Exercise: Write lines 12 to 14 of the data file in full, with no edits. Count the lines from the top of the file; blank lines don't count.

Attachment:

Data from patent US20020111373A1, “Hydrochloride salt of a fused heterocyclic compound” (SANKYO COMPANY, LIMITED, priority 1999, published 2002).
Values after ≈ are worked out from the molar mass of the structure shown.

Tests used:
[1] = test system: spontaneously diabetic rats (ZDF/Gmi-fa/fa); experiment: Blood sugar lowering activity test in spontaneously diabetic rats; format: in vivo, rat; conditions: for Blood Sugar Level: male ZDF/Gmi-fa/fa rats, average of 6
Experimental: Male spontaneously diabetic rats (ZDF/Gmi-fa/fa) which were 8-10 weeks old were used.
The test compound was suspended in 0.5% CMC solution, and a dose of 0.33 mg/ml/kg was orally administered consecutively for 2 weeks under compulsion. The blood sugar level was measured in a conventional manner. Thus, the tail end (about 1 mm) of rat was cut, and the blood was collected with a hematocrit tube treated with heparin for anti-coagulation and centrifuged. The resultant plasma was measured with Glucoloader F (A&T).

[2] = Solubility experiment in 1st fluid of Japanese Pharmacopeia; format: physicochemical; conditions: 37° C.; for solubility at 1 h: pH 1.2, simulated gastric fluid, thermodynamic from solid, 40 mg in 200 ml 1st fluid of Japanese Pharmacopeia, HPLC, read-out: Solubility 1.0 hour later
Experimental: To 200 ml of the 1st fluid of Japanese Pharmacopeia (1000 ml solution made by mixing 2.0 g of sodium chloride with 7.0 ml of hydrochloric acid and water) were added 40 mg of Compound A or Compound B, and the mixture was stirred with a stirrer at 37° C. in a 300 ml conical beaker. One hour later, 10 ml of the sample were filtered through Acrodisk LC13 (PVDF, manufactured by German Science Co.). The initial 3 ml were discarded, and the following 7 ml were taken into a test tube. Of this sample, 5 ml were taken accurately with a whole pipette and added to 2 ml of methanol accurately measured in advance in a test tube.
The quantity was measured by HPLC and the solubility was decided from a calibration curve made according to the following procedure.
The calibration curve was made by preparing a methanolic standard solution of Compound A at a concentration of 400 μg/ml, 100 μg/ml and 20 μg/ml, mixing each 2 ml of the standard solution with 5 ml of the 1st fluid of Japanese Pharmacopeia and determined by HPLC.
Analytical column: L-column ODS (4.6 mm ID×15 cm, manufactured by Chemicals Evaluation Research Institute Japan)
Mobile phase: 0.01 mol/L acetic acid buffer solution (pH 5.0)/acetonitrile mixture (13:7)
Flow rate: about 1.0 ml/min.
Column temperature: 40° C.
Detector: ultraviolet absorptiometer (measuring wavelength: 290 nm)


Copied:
Mobile phase: 0.01 mol/L acetic acid buffer solution (pH 5.0)/acetonitrile mixture (13:7)
Flow rate: about 1.0 ml/min.
Column temperature: 40° C.